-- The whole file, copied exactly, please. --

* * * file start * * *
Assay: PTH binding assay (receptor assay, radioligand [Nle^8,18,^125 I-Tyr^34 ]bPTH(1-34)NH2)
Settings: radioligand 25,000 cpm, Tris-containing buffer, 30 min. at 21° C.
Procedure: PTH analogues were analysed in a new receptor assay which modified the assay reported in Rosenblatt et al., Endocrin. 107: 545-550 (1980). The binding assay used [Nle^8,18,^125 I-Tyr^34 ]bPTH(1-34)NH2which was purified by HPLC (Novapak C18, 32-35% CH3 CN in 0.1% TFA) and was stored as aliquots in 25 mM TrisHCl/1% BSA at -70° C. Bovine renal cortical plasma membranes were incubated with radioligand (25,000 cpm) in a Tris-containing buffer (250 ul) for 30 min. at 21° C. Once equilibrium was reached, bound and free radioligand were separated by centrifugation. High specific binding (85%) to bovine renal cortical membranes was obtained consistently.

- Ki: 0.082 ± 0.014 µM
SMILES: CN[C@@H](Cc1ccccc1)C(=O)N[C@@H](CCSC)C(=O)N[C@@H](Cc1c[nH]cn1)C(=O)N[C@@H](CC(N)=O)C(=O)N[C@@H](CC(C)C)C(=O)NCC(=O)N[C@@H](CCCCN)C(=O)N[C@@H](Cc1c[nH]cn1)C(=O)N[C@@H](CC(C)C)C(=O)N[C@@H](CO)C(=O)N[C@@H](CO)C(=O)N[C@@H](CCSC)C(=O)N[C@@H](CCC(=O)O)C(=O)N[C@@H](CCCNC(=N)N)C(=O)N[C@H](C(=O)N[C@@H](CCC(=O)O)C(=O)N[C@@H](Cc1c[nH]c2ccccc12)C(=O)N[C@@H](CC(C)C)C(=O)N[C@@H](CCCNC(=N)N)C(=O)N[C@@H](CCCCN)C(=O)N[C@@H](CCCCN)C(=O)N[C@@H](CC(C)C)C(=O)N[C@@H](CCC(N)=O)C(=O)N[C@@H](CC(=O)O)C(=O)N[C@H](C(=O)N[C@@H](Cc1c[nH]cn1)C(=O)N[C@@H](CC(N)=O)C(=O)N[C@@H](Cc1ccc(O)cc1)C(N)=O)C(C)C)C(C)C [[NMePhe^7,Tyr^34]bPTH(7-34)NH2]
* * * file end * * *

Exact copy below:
Assay: PTH binding assay (receptor assay, radioligand [Nle^8,18,^125 I-Tyr^34 ]bPTH(1-34)NH2)
Settings: radioligand 25,000 cpm, Tris-containing buffer, 30 min. at 21° C.
Procedure: PTH analogues were analysed in a new receptor assay which modified the assay reported in Rosenblatt et al., Endocrin. 107: 545-550 (1980). The binding assay used [Nle^8,18,^125 I-Tyr^34 ]bPTH(1-34)NH2which was purified by HPLC (Novapak C18, 32-35% CH3 CN in 0.1% TFA) and was stored as aliquots in 25 mM TrisHCl/1% BSA at -70° C. Bovine renal cortical plasma membranes were incubated with radioligand (25,000 cpm) in a Tris-containing buffer (250 ul) for 30 min. at 21° C. Once equilibrium was reached, bound and free radioligand were separated by centrifugation. High specific binding (85%) to bovine renal cortical membranes was obtained consistently.

- Ki: 0.082 ± 0.014 µM
SMILES: CN[C@@H](Cc1ccccc1)C(=O)N[C@@H](CCSC)C(=O)N[C@@H](Cc1c[nH]cn1)C(=O)N[C@@H](CC(N)=O)C(=O)N[C@@H](CC(C)C)C(=O)NCC(=O)N[C@@H](CCCCN)C(=O)N[C@@H](Cc1c[nH]cn1)C(=O)N[C@@H](CC(C)C)C(=O)N[C@@H](CO)C(=O)N[C@@H](CO)C(=O)N[C@@H](CCSC)C(=O)N[C@@H](CCC(=O)O)C(=O)N[C@@H](CCCNC(=N)N)C(=O)N[C@H](C(=O)N[C@@H](CCC(=O)O)C(=O)N[C@@H](Cc1c[nH]c2ccccc12)C(=O)N[C@@H](CC(C)C)C(=O)N[C@@H](CCCNC(=N)N)C(=O)N[C@@H](CCCCN)C(=O)N[C@@H](CCCCN)C(=O)N[C@@H](CC(C)C)C(=O)N[C@@H](CCC(N)=O)C(=O)N[C@@H](CC(=O)O)C(=O)N[C@H](C(=O)N[C@@H](Cc1c[nH]cn1)C(=O)N[C@@H](CC(N)=O)C(=O)N[C@@H](Cc1ccc(O)cc1)C(N)=O)C(C)C)C(C)C [[NMePhe^7,Tyr^34]bPTH(7-34)NH2]